Dezron Douglas, above left, Billy Drummond, Micah Thomas, Dayna Stephens
With Micah in the Freedom of Ideas (who Frank Kimbrough his colleague at Julliard told Billy would be great with him having taught him himself) is also the acclaimed bassist Dezron Douglas known in recent times for a fine version of 'The Creator Has A Masterplan' with harpist Brandee Younger and completing the band the tender saxophone genius Dayna Stephens who is superb on the record and completes the quartet.
Billy himself is a natural born-to-play rhythm master. Spang-a-lang, driving rhythms, beautiful cymbal work especially on the David Raksin classic ‘Laura’ leads me to ask him because he played back in the day with iconic trombonist J. J. Johnson if he knows J. J.'s version from the much earlier J. J. In Person. Turns out that he doesn't. But he says he likes the Ran Blake, Frank Sinatra and Bill Evans treatments. He also liked the 1944 movie noting that it’s ''a film noir'' and says when asked that his wife fine singer Tessa Souter hasn't covered the song describing it as a 'Mona Lisa' of a creation in a great turn of phrase.
Drummond as well as touring extensively with Sonny Rollins also played with Horace Silver, another of the many world famous leaders who made jazz the incredible music we all know it to be. He says working with Horace was a ''dream came true but one I never dreamt of doing at the time''. He loved 1957's The Stylings of Silver growing up. ''Horace Silver'' was certainly top in my opinion'' he says and he loves Miles Davis. ''Milestones IS a jazz record'' he emphasises with some easy authority and definitiveness. When asked about ''jazz drums'' as I put it clumsily he cites Milford Graves, Dave Weckl and Kenny Washington and points out how differently that they all play this thing called jazz.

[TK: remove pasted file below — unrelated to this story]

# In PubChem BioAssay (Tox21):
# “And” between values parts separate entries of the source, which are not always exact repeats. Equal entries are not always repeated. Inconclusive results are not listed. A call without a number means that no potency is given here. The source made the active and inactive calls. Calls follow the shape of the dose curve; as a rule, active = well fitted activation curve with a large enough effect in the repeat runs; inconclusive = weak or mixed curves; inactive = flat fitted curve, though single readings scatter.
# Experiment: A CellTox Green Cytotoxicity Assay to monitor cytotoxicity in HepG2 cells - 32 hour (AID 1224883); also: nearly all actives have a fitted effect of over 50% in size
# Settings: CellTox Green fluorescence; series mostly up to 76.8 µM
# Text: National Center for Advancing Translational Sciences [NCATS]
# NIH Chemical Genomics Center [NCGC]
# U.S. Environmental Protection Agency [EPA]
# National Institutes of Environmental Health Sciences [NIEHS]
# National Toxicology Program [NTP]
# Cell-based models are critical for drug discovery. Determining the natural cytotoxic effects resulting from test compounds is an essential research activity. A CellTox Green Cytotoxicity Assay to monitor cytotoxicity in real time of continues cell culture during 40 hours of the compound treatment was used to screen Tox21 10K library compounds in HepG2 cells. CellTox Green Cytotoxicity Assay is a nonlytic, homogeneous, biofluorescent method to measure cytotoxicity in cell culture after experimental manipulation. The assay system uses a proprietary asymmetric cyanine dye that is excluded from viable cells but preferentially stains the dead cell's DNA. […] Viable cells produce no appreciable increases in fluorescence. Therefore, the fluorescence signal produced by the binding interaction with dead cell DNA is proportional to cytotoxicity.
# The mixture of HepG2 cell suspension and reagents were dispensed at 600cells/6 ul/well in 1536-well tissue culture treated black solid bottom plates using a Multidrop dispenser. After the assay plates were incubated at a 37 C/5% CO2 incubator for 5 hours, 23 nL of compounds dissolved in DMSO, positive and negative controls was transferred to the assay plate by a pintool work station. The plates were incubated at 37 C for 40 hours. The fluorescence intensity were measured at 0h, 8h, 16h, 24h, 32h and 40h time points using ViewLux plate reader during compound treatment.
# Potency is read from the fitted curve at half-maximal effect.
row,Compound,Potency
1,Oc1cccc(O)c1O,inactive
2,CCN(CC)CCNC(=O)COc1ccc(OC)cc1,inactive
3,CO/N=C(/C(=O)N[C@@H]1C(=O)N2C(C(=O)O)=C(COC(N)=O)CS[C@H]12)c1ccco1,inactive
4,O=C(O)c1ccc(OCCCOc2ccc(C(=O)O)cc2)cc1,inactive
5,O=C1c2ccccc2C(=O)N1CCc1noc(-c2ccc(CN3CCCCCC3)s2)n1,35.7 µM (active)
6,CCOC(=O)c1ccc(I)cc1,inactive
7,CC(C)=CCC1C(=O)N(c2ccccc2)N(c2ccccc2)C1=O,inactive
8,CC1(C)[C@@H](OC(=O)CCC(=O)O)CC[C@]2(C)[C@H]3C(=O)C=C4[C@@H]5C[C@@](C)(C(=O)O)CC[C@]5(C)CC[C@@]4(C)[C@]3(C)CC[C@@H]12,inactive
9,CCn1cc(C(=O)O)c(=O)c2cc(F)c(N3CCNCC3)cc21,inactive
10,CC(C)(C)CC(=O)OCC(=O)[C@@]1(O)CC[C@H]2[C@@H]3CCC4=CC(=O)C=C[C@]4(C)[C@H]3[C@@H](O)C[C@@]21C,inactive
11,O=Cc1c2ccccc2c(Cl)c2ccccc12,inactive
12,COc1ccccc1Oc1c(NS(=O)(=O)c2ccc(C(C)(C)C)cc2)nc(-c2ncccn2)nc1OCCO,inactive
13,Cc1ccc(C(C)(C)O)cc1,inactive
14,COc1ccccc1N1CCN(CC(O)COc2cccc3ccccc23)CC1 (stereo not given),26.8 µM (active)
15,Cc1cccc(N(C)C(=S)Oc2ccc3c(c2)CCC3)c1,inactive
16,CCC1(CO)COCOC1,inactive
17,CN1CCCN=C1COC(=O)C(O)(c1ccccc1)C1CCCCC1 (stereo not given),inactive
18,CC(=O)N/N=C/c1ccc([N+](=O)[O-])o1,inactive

Billy plays at venues in New York such as Mezzrow regularly. These days the New York clubs all have house drums he says but that wasn't the case in the past. He keeps his own kit at home and just brings in cymbals, sticks and a snare drum. He hasn't the ''patience or energy'' to go through the whole hassle of parking in New York and loading in.
Towards wrapping up a 40-minute very stimulating chat returning to mention of Carla Bley he says working with her was ''one of the great experiences in my life''. He speaks admiringly of bass guitar great Steve Swallow, Carla's partner and regular bandmate, who he loves to death because he helped him through a different period in his own life being there as a friend no matter that he is some 25 years older. As for Carla he says the iconic composer ''went the distance and made a lot of sacrifices in her career - everything was for the music.'' SG